The Hospital Bed

Several days ago I wrote about Bo’s changes, how his sad decline is so noticeable,  but today I write of an even greater change.  Yesterday Jon  moved him into a hospital bed where we can care for him more easily. Now, when I look into our bedroom … well, there are no words to express my sadness.

The change began four days ago when I went upstairs to see how things were going  with Bo’s shower and discovered that the wet, glass shower doors were leaning against the bureau  in our bedroom.  Bo had passed out in the shower and Jon had to remove the doors to get him out.   Bo was seated,  slouching  against the corner of the shower,  his eyes closed, his head flopping sideways as Jon dried him, then picked him up like a baby and carried him to his bed.

When he was settled in the bed,  I stood beside him,  rubbing his forehead and holding his hand, wondering if this was the time.  Jon had thought Bo was dying in the shower.  But he  began to slowly get a little better. By the next day  he was chewing and swallowing  when we  fed him.  (We have been on the alert,  knowing that one of the final stages of Alzheimer’s is forgetting how to chew, pocketing food, and the inability to swallow.)

When the Hospice nurse visited later,  she commented, “This is the first time I’ve really seen Bo as an Alzheimer’s patient.  His look has changed.  He’s weak,  unfocused, and feeble.”

And then she and I talked about our future…again, but this time with a feeling of imminent decision in our words.  There will be no antibiotics.  Food will not be forced.  Comfort is what is important.  If he knew  …. oh, if he knew how things are, he would be despondent.  Nine years of no life, and now just lying there, unable to tell us anything, unable to understand, unable to decide. The final decisions all rest in my heart.

Bo’s slide into Alzheimer’s has been gentle and graceful,  but now I’m having to think that it’s time for this to end.  When I think of losing him, my heart breaks and, selfishly, I think of how it will affect me,  my loss.  But no one could want this existence for him,  for a man who was so vibrant and smart , now  so feeble and sad …. this is wrong.

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10 Responses to The Hospital Bed

  1. So sorry to read this – heart wrenching. It is inevitable but still upsetting. I wonder if we all hope that our partner will be the one to fight it off and survive.

  2. Very sorry to hear of Bo’s further decline, especially at what should be a joyous time of the year. He is so fortunate to have you by his side, guiding his care. Sending positive thoughts your way, Sara

  3. Pauline Koch says:

    Nancy, what a difficult time for Bo, you, Jon and others who so beautifully cared for him during his illness! My heart goes out to you! My thoughts and prayers are with you!

  4. Pat says:

    Nancy, I am so sad. Be faithful and strong, and trust your decisions.

  5. Scarlett79 says:

    It’s all about perspective. This morning I was up early, as there was just so much to do to get ready for my boys to come home. I was so excited that they would be home for Christmas. Usually we do not get to see them until after the holidays because their show (Nutcracker usually closes after the holidays, i.e. December 26th. This year however it closed on December 23rd, so I was just over the moon to be able to spend Christmas Eve and Christmas with them. Well the as the fates would have it, the weather god’s were not smiling upon us. They called this morning and told us their flight had been cancelled and they would not be home until the earliest tomorrow around 5pm. Well I have a ton of food and am very sad right now. The tears are flowing and my head is pounding. I told the husband, I’m not doing this anymore !!! But back to my opening line, it’s all about perspective. After reading about your Bo and the crosses you have been carrying for so long, this little inconvenience pales in comparison. Just know God is watching over you and your family. I know from many things that I have been through that saying that brings very little solace, but he really is. I do believe that in my heart and soul. Please forgive me if bringing God into might offend you, I only hope for peace and happiness in your world. Merry Christmas, Nancy, Bo, and Jon. You truly are doing God’s work ❤ Blessings from Scarlet ❤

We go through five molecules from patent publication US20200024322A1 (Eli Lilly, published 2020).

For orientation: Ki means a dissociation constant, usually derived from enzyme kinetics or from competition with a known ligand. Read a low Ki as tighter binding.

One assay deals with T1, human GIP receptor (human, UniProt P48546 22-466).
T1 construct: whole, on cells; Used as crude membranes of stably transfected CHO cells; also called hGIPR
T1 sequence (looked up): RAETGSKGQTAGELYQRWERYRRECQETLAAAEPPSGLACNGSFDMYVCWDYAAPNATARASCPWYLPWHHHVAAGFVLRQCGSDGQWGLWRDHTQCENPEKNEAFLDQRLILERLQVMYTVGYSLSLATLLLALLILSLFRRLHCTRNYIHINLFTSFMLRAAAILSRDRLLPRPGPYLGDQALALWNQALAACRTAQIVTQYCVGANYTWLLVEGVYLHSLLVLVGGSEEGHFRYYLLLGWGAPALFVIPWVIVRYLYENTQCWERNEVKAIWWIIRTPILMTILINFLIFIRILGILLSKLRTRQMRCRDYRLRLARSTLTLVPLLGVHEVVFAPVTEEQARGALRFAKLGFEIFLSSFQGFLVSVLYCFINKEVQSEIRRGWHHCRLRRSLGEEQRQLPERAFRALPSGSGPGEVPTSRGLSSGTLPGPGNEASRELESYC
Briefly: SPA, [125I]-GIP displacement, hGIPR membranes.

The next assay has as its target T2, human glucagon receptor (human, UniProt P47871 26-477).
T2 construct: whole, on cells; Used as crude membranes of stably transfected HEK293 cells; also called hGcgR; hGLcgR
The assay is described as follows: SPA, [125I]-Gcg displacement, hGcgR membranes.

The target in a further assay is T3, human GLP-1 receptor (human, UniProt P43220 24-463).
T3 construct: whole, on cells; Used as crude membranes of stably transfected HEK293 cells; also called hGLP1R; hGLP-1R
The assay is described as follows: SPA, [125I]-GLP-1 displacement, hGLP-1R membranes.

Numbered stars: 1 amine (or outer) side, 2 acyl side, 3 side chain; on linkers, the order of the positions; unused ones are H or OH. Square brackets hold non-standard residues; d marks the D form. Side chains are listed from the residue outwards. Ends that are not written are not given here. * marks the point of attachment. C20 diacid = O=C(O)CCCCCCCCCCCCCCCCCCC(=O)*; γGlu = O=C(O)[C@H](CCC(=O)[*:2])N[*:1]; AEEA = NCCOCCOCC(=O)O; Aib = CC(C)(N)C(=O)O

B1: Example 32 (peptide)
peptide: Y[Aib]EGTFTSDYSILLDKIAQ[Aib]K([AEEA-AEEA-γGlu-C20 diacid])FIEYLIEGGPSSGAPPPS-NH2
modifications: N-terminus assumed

6. Arleen Stolzenberger says:

    So sorry for this decline. I know it was a hard decision, but you know this is what Bo would have wanted. I know it will be hard to have a Merry Christmas but make the most of it. Our best wishes to you all.

  7. Mary Smith says:

    I’m so sorry, Nancy. It’s so hard. Sending loving thoughts to you all.

  8. Maureen says:

    Thinking of you during this difficult time.

  9. Paula says:

    I am so very, very sorry Nancy! My heart is breaking for you right now. I have stood in your shoes and it is the hardest of all places to be. We love them so much and we want them to always be with us but then we look into those faces and know that it will all be better for them soon!! Sending you a big hug and saying an extra prayer for you tonight. Bo will be okay! He will be with God!

  10. MCI Alice says:

    Oh Nancy, what you are facing is so scary and difficult and you are so strong and honest and generous in how you are dealing with Bo at this crisis point. My thoughts are with you of course. I am glad you have Jon to help but I realize that ultimately you are facing this alone, just as Bo must be in his own way. All my love.

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